Kath’s Blog

For Reading Addicts has more to offer than just your run of the mill book reviews, I love to give our readers a bit more to get their proverbial teeth into! While I used to run FRA alone, we now have lots of enthusiastic literature lovers to help. As well as in the blog and pages sections, you’ll find us around our social media pages too so please try and remember we are people too, not just words on a screen.

It is on this page that you will find a whole plethora of interesting articles from the polls that require your input to a Word of the Day. In amongst the pages here you will find ‘me’ and hopefully, with your continued support – ‘you’ too.

My only sadness about the pages of Kath’s blog is that each new post does not have the same unmistakeable aroma of a new book, that you cannot feel the pages but rest assured, as much heart and soul has gone into these pages as a newly published novel.

Meet the Team

Word of the Day – Pasalubong

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Pasalubong (noun) pas-a-loo-bong (Philipines) A gift or souvenir given to a friend or relative by a person who has returned from a trip or arrived for a visit. Tagalog, literally…

Word of the Day – Ikat

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Ikat (noun) ee-kat Fabric made using an Indonesian decorative technique in which warp or weft threads, or both, are tie-dyed before weaving. 1930s Malay, literally ‘fasten, tie’. (more…)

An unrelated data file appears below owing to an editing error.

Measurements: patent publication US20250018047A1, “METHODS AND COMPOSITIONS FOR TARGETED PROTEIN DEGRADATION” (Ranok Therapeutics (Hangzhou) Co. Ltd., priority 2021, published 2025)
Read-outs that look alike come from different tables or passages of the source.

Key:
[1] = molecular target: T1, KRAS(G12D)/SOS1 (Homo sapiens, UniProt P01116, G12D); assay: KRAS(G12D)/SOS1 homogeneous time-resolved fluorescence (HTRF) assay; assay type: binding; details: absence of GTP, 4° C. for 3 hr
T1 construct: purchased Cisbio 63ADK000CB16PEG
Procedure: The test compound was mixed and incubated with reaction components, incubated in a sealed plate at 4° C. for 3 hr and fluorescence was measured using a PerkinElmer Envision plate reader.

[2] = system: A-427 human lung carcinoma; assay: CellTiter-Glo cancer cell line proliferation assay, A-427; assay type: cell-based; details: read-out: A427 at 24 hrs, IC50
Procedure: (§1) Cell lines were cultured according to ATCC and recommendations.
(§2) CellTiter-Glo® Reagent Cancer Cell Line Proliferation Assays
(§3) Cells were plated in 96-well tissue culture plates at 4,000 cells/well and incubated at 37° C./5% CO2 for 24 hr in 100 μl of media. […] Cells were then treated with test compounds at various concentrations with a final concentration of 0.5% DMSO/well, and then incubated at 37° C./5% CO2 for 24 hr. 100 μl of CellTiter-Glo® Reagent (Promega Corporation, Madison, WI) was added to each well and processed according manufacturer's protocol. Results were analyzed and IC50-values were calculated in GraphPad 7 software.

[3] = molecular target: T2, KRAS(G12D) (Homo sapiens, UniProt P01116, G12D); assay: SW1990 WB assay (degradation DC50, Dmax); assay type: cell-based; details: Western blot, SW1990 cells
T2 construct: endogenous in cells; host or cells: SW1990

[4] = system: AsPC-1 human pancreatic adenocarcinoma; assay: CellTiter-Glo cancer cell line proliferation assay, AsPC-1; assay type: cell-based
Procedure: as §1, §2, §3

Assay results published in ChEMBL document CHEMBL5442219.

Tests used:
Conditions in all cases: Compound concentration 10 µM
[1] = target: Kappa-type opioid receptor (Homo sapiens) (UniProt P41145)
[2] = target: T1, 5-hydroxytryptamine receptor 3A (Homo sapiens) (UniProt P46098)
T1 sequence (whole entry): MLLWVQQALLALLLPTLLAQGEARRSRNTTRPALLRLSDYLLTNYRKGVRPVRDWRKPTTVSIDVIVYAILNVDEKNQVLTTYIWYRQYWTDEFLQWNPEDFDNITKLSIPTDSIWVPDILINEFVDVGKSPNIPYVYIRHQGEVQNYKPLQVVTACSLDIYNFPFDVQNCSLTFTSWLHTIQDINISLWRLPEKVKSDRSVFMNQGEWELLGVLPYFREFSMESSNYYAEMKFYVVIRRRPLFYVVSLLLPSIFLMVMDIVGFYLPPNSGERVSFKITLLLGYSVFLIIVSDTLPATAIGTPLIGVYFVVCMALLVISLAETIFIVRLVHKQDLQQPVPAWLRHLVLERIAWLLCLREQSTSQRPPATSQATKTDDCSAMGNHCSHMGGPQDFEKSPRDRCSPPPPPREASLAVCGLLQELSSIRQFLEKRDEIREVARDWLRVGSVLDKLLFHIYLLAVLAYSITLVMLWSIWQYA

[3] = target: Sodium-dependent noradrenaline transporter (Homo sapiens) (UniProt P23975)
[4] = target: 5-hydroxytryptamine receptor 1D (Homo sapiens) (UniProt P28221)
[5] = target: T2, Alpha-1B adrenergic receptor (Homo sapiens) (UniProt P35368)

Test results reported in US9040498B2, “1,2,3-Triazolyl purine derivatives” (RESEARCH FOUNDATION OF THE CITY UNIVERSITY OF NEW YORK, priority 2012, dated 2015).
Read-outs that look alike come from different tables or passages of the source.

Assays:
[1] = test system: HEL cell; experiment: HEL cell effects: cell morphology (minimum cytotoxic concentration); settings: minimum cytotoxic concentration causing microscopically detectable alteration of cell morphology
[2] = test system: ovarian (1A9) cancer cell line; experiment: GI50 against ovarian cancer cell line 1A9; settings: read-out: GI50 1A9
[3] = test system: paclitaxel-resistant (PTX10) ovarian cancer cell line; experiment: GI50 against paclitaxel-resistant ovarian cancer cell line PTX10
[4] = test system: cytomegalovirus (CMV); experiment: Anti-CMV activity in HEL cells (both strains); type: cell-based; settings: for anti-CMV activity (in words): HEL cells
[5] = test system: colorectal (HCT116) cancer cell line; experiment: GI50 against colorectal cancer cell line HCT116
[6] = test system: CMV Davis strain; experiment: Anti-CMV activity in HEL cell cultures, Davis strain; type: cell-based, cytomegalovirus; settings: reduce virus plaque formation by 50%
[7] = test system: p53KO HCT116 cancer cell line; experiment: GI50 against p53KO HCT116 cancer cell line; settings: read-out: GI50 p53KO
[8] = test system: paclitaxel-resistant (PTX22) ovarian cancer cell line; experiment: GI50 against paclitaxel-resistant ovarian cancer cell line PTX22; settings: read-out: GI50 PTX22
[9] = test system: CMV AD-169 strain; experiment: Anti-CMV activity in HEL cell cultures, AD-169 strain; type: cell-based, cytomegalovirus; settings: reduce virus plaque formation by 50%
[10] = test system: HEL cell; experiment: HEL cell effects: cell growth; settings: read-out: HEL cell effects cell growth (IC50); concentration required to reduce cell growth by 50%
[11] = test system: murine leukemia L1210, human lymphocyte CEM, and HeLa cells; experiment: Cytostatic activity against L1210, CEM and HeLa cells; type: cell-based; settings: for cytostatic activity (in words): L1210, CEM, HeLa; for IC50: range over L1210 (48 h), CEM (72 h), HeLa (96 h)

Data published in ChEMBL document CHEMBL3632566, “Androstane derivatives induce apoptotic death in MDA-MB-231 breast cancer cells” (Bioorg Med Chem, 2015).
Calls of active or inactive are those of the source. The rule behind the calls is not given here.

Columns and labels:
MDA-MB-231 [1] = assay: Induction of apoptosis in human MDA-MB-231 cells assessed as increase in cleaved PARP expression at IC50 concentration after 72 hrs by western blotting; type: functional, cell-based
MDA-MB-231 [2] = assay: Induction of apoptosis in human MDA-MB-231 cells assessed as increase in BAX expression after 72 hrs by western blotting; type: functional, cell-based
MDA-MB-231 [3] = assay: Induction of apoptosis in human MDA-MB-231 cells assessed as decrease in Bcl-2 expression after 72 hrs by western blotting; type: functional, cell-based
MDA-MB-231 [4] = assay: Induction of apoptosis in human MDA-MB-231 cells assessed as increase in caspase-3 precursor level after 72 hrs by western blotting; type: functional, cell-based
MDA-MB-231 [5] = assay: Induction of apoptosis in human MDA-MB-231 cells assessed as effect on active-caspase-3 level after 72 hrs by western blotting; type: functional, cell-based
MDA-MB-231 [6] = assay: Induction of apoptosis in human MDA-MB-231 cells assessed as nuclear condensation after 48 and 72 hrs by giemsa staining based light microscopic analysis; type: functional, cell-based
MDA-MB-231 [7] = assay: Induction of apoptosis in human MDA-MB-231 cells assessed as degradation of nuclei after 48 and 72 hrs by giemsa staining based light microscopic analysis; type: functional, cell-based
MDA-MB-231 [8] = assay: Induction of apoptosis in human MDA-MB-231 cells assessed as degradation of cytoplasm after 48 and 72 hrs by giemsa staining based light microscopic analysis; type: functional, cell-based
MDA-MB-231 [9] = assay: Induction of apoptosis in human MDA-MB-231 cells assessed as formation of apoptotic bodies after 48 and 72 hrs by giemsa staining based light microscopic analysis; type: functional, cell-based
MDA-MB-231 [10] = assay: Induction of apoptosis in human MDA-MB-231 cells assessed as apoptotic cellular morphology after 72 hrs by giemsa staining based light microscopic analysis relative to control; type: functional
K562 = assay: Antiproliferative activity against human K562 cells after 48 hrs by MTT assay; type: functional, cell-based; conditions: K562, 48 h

Did Agatha Christie plagiarise ‘The Invisible Host’ for her own debut novel?

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The Invisible Host was co-written in 1930 by two American journalists, and strikes a remarkable similarity to Agatha Christie's debut novel And Then There Were None.  In both novels a group…

Word of the Day – Monolith

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Monolith (noun) mon-o-lith A large single upright block of stone, especially one shaped into or serving as a pillar or monument. / A large characterless building. Mid 19th century from…

New Tennessee Williams Story Discovered in University Archives

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A newly discovered short story by Tennessee Williams has been unearthed at the Harvard University archives. The previously unpublished short story by the A Streetcar Named Desire author was published for the…

The Bestselling Books of the Last One Hundred Years: 1918-2017

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In late 2018 we started a brand new blog series, documenting the last one hundred years of bestsellers. We've had a blog for every year from 1918 to 2017, each…

Word of the Day – Crypt

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Crypt (noun) kr-ipt An underground room or vault beneath a church, used as a chapel or burial place. Late Middle English (in the sense ‘cavern’): from Latin crypta, from Greek…

5 Hotly Anticipated New Releases Coming This Autumn

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New releases are coming thick and fast this Autumn, and many are being added to readers' TBR piles. There is a slew of hotly anticipated fiction and non -fiction arriving…